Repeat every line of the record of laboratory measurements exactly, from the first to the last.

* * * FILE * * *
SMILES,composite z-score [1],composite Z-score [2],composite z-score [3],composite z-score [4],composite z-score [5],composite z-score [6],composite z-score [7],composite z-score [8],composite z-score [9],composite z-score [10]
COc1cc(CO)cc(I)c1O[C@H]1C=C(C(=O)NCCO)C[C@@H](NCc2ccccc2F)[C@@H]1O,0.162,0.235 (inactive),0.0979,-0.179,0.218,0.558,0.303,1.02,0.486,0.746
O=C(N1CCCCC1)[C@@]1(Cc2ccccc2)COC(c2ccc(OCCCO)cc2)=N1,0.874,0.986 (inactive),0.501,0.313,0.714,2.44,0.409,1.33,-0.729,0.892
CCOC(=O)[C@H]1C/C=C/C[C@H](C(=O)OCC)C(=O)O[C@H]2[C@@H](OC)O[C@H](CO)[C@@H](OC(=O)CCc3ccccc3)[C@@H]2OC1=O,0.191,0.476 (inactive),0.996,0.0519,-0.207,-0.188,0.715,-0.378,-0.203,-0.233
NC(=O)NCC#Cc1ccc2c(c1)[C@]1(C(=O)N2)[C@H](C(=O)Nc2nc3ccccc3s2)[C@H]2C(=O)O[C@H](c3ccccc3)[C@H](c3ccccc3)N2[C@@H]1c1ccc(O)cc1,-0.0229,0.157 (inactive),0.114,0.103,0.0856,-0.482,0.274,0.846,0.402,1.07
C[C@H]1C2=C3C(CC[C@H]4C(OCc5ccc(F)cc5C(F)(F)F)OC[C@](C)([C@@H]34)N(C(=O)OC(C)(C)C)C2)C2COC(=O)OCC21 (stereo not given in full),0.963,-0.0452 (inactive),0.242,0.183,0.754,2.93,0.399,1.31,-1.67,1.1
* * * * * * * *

SMILES,composite z-score [1],composite Z-score [2],composite z-score [3],composite z-score [4],composite z-score [5],composite z-score [6],composite z-score [7],composite z-score [8],composite z-score [9],composite z-score [10]
COc1cc(CO)cc(I)c1O[C@H]1C=C(C(=O)NCCO)C[C@@H](NCc2ccccc2F)[C@@H]1O,0.162,0.235 (inactive),0.0979,-0.179,0.218,0.558,0.303,1.02,0.486,0.746
O=C(N1CCCCC1)[C@@]1(Cc2ccccc2)COC(c2ccc(OCCCO)cc2)=N1,0.874,0.986 (inactive),0.501,0.313,0.714,2.44,0.409,1.33,-0.729,0.892
CCOC(=O)[C@H]1C/C=C/C[C@H](C(=O)OCC)C(=O)O[C@H]2[C@@H](OC)O[C@H](CO)[C@@H](OC(=O)CCc3ccccc3)[C@@H]2OC1=O,0.191,0.476 (inactive),0.996,0.0519,-0.207,-0.188,0.715,-0.378,-0.203,-0.233
NC(=O)NCC#Cc1ccc2c(c1)[C@]1(C(=O)N2)[C@H](C(=O)Nc2nc3ccccc3s2)[C@H]2C(=O)O[C@H](c3ccccc3)[C@H](c3ccccc3)N2[C@@H]1c1ccc(O)cc1,-0.0229,0.157 (inactive),0.114,0.103,0.0856,-0.482,0.274,0.846,0.402,1.07
C[C@H]1C2=C3C(CC[C@H]4C(OCc5ccc(F)cc5C(F)(F)F)OC[C@](C)([C@@H]34)N(C(=O)OC(C)(C)C)C2)C2COC(=O)OCC21 (stereo not given in full),0.963,-0.0452 (inactive),0.242,0.183,0.754,2.93,0.399,1.31,-1.67,1.1